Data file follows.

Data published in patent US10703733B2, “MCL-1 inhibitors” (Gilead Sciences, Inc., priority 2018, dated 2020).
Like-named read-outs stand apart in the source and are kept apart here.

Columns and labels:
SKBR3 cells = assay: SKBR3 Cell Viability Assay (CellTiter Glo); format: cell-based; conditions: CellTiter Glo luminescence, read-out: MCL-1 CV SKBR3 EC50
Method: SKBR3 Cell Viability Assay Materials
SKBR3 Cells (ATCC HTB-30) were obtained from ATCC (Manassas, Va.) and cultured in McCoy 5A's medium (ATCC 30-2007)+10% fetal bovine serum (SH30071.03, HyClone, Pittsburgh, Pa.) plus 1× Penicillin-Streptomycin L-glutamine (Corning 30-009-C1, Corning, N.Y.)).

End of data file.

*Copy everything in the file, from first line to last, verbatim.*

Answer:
Data published in patent US10703733B2, “MCL-1 inhibitors” (Gilead Sciences, Inc., priority 2018, dated 2020).
Like-named read-outs stand apart in the source and are kept apart here.

Columns and labels:
SKBR3 cells = assay: SKBR3 Cell Viability Assay (CellTiter Glo); format: cell-based; conditions: CellTiter Glo luminescence, read-out: MCL-1 CV SKBR3 EC50
Method: SKBR3 Cell Viability Assay Materials
SKBR3 Cells (ATCC HTB-30) were obtained from ATCC (Manassas, Va.) and cultured in McCoy 5A's medium (ATCC 30-2007)+10% fetal bovine serum (SH30071.03, HyClone, Pittsburgh, Pa.) plus 1× Penicillin-Streptomycin L-glutamine (Corning 30-009-C1, Corning, N.Y.)).